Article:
I set off just as it was getting light, planning to get to the store/café for breakfast in Horca. But, it was Sunday, so of course it didn’t open till later. I sat a liitle despondent trying to work out what to do- I was running out of food (again) but the only way to finish this thing was to get to Mexico.
I was a little sick of riding, and the climb up to La Manga Pass didn’t help. 5 miles long and paved, but a liitle steeper than I expected, added to the fact that my mind and body had not warmed up meant that it took me and hour and a half to climb the thing. I was feeling better after stretching out in the sun at the top, knowing that I could get some food at a restaurant a few miles away. As I descended, I noticed how southern Colorado is a lot greener than more northern areas I had passed through. I pulled into the restaurant/bar, but Hey! Sunday, so it didn’t open until late afternoon. I ate from my dwindling supply of foodstock and managed to get some water from the nearby snowmobile rental place and set out not sure about where I could get food from over the next 95 miles. Waiting for the place to open did enter my mind, and I may have considered it if I had had only a few hours sleep the night before, but I had slept 7-8 hours so I had to continue on.
I lost 20 minutes on the dirt trail just before the border, dropping my map and walking back uphill to find it. I didn’t think my day could get any worse, food was probably out of reach 90 miles away in El Rito. I was wrong. The first 10 miles to the top of Brazos Ridge is a lot of the time unrideable: the trail is edge to edge covered in fist sized rocks, with large ruts and steep inclines and declines. With the realisation that this would put me way behind schedule, I got pretty pissed off: I needed to vent, so I threw the bike down. I felt a little better and continued to trudge up. Over the summit, the trail improved, and I stopped to give directions to a woman in a ute. Apparently, I didn’t know where I was, but after driving in the opposite direction to my instructions, she passed me (going the right way) 20 minutes later.
Several hours on and I was moving well, the sealed climb on I-64 proved harder (longer) than I anticipated (hoped for), but I rewarded myself with a feed at Hopewell Lake. Resting against the toilet block, I noticed a number of campers. So far, New Mexico seemed to be a lot more popular with campers than southern Colorado- there were numerous people along what I considered remote, difficult to reach places.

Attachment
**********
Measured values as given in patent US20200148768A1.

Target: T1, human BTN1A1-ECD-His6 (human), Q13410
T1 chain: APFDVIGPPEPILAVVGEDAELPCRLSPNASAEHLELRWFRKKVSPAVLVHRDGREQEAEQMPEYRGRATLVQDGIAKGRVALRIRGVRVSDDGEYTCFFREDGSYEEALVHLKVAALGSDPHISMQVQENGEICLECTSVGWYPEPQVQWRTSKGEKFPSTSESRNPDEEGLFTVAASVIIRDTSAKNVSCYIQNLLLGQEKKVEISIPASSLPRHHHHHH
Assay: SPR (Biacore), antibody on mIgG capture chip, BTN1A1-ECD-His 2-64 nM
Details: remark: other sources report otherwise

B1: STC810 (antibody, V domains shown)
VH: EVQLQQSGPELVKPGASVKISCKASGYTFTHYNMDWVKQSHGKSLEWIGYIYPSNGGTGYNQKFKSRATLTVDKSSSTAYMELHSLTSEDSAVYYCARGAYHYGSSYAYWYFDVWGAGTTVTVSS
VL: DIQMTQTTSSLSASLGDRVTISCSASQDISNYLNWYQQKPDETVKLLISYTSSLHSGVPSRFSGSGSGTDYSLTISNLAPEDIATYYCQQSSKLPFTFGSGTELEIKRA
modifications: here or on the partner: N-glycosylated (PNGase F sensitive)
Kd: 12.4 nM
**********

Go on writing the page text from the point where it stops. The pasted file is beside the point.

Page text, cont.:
After an easy short climb over Burned Mountain there was a long descent with some short climbs through some amazing country. Coming down Canada del Oso into Canon Plaza was especially spectactular, and I saw my third bear (or his arse as he was running away) for the trip. I didn’t see the mother, and didn’t want to stop on the road, potentially between them, so I continued on. I stopped at a little white shack on the edge of Canon Plaza, one that is familiar with most GD racers and riders. I was planning to get into El Rito late and plead for something to eat from a motel manager, but this little shack saved me. I waited as Paula? came over, she opened up the shack, gave me a book with comments from previous racers and riders (including M.Lee and JP several days previously) and went off to get me some soup. I sat and talked with her, trying to think of something to write before buying supplies and heading off in the dark. I lost an hour and a half, but I got a feed so making El Rito was now not essential. After rediscovering how much night riding sucked, I pushed up and over 8,278’ so that the next day would begin with 30 miles of descending. I pulled off the road after I was sure I had passed the summit (nothing worse than waking up in the morning to still have to climb), found a flat patch, ate some chocolate and other gear I picked up at Paula’s shack and had a half descent sleep.